Git flow is a big part of your daily tasks as a software engineer. Knowing how to manage tickets, when to make pull requests, how to let your team know what tickets you are working on, and how to effectively communicate with members on your team is crucial to developing enterprise level software. In this video, I demonstrate how I work with tickets, use git to create new branches, open new pull requests, and do code reviews.
Before you get started working on your ticket, make sure you pull in the latest code from the branch you are working off. Typically this is the master branch but in some cases, you could be working off a different branch. Doing a git pull will fetch and merge the latest code from the remote repository.
git checkout -b <BRANCH NAME>
After you have pulled the latest code, the next step is to create a new branch. You create a new branch so all your work is contained with its own commit history. By running git checkout -b <BRANCH NAME>, this will create a new branch and change your current branch to the newly created branch.
git add .
Once the work has been completed and tested, you want to stage your changes. This can be done by running git add . , this will take all the files you have worked on and add them to the staging in git. You can add individuals files by doing git add <FILE NAME> rather than adding all the files at once.
git commit -m “DESCRIPTION OF WORK”
After everything checks out, you are ready to make a commit. The way I think about commits is similar to how video games save. It will take a snapshot of all your code at that particular point and add save it so you can push it up to the remote repository. This is done by running git commit -m “DESCRIPTION”, the -m option allows you to write the description inline in your terminal. If you leave it out you will be sent to a text editor to enter your commit message.
git push <REMOTE> <BRANCH>
You are finally finished with your code and now it is time to push the code to do a PULL REQUEST. To push your new code to the remote repository you will use git push <REMOTE> <BRANCH>. The typical remote will be origin and the branch name will be whatever you called the branch when you ran git checkout -b <BRANCH NAME>.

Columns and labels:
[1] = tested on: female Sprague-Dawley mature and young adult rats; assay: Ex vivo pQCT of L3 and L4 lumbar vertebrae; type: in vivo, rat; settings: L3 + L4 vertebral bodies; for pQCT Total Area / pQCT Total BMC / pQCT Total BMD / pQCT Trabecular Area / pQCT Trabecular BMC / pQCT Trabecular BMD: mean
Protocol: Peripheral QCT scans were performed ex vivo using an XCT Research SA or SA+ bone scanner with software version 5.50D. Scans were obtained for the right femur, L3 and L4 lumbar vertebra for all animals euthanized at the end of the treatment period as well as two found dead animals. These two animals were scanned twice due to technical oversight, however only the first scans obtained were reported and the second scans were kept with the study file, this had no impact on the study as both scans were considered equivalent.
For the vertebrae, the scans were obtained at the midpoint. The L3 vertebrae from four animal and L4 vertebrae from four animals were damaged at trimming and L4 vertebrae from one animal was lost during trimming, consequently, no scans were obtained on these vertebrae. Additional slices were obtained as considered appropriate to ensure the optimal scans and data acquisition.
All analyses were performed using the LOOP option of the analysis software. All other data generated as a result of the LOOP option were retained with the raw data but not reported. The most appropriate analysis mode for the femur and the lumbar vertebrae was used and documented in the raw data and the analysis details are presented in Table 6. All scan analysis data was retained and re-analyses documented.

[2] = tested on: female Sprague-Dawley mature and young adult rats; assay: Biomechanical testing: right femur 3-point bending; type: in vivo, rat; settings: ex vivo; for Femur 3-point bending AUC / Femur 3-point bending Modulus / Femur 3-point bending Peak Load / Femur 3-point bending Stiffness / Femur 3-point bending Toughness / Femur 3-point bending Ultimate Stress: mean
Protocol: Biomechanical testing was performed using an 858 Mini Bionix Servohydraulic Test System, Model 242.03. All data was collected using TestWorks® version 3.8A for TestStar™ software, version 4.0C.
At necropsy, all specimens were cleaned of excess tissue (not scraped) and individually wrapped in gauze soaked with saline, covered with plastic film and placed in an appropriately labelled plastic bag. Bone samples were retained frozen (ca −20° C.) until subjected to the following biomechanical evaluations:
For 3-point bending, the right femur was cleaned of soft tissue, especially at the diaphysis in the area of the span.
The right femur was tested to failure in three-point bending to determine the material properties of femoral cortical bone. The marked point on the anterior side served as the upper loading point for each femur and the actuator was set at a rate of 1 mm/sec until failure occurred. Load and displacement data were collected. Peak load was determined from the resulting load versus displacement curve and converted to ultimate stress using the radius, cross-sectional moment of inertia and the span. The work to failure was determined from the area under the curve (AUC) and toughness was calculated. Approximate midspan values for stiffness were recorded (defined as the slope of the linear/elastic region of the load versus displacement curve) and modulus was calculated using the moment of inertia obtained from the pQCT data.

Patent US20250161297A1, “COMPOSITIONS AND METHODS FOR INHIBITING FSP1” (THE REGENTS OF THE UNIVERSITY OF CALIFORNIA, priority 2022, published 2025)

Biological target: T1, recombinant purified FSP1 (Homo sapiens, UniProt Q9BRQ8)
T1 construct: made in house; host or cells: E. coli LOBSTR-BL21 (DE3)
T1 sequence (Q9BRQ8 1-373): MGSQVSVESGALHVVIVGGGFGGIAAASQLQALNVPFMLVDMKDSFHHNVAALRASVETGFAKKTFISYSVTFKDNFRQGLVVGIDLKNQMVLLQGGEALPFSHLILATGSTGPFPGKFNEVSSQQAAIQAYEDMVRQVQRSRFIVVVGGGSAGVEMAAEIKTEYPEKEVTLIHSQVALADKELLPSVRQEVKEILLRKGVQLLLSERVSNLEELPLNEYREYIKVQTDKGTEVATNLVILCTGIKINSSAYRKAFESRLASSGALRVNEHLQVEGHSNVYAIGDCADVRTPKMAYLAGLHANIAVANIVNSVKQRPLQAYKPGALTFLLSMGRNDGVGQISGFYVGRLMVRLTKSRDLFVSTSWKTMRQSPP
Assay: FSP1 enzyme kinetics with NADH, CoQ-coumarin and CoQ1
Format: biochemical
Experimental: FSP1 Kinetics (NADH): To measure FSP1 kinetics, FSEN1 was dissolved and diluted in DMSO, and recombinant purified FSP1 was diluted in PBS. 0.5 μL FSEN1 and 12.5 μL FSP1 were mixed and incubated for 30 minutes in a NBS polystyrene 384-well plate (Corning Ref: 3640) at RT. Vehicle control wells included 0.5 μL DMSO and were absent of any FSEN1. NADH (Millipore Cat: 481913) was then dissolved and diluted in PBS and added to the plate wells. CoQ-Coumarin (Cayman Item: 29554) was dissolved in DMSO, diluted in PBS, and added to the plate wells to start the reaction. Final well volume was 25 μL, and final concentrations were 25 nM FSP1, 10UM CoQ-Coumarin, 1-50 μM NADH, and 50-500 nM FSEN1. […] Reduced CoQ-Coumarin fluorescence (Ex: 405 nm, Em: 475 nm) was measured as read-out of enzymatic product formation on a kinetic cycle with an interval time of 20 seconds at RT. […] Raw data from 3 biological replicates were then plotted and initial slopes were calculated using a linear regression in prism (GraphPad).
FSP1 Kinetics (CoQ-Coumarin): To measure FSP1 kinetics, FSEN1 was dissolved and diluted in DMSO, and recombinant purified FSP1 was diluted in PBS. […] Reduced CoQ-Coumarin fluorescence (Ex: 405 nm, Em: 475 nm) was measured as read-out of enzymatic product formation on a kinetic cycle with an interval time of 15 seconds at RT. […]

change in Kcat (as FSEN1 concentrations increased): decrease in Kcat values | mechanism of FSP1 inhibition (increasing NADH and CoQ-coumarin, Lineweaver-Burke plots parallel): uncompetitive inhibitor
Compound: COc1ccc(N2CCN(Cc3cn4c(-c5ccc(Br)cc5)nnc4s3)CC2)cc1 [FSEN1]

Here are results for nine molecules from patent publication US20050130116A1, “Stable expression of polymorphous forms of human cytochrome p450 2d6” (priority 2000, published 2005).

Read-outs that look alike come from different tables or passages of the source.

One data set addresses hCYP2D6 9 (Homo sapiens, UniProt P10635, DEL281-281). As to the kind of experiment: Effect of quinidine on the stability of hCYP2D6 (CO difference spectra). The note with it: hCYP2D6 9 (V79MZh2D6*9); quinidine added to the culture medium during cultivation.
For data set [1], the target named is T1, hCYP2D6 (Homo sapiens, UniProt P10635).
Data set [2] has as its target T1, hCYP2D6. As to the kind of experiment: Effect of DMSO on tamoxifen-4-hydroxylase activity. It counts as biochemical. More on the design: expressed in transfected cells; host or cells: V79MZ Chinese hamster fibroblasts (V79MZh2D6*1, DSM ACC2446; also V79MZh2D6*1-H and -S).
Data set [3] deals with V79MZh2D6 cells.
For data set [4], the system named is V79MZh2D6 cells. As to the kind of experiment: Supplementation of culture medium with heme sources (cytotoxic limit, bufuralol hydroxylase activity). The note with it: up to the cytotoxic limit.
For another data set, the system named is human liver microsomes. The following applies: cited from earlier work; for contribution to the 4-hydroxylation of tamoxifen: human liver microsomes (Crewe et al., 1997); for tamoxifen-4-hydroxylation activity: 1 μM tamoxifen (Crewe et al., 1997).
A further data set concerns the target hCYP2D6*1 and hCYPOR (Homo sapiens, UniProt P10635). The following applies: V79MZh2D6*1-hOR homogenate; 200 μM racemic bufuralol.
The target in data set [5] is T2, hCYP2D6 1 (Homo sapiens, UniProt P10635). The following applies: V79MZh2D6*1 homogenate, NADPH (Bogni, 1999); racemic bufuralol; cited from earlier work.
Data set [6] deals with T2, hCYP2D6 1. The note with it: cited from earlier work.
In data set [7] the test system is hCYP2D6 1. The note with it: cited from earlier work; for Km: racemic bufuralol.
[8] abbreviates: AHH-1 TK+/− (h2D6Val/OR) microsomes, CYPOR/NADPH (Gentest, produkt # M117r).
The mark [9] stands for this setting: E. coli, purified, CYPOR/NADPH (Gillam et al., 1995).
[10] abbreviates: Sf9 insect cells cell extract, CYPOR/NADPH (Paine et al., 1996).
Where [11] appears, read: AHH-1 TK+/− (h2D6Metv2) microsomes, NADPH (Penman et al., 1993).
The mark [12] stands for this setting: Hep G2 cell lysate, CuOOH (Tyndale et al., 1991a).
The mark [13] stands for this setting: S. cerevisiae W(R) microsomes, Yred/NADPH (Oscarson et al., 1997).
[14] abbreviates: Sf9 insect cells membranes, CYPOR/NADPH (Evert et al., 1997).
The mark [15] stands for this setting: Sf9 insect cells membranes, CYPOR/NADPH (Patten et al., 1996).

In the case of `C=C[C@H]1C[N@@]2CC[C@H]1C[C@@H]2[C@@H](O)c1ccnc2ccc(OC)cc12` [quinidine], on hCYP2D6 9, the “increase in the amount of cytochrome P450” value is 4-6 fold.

Once your code is on the remote repository, you’ll want to create a pull request. In Github, you can find the pull request tab on the main page of your repo. Select the branch you’d like to merge your code with and enter some reviewers to notify others on your team to check out your solution. Don’t forget it is your responsibility to merge your pull request.
Other members of your team or another developer should review the code for your pull request. This gives them the opportunity to understand your code and leave comments or suggestions to improve your solution. They will not be the one that merges your pull request into the branch. It is your responsibility to respond to all comments and suggestions before the pull request is merged in.
Merge and Test
So you have received a thumbs up and your pull request is approved. It is now time to merge your code into master. If there are any merge conflicts make sure you carefully fix those without introducing new bugs. Once merged, delete the branch and do a git checkout master. Then get the latest changes by running git pull, which should include your new code and test it out. If everything checks out you are ready to start your next ticket.
Please feel free to reach out if you have any questions, also don’t forget to LIKE, COMMENT, and SUBSCRIBE to my channel as well as my newsletter.
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